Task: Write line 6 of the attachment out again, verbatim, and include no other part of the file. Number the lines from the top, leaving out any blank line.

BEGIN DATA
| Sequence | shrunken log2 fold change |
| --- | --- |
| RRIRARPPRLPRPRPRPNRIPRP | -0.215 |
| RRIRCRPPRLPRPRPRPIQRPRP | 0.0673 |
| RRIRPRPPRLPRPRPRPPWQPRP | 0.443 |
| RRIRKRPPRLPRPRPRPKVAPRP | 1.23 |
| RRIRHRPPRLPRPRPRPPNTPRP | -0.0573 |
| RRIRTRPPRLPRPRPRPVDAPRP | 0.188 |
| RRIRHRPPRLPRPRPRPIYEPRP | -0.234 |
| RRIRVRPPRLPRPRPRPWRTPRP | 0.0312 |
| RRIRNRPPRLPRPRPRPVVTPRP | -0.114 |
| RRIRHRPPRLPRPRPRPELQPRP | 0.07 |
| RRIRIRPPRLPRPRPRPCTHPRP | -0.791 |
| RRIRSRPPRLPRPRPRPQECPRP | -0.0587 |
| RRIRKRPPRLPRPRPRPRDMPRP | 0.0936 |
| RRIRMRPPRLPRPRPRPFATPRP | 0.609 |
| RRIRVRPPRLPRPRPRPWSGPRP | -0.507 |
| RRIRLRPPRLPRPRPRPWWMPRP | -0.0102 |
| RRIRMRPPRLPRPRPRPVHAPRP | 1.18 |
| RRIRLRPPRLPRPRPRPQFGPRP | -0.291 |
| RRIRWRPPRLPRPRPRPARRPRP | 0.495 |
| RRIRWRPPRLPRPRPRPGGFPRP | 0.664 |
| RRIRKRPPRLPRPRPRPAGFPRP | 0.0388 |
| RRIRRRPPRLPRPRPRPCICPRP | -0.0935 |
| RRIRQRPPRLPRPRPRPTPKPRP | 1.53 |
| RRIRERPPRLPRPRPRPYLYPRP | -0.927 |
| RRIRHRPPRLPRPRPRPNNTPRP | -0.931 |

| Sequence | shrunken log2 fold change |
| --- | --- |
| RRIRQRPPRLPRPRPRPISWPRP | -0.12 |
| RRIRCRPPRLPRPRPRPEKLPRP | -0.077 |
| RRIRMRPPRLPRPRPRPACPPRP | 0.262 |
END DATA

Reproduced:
| RRIRKRPPRLPRPRPRPKVAPRP | 1.23 |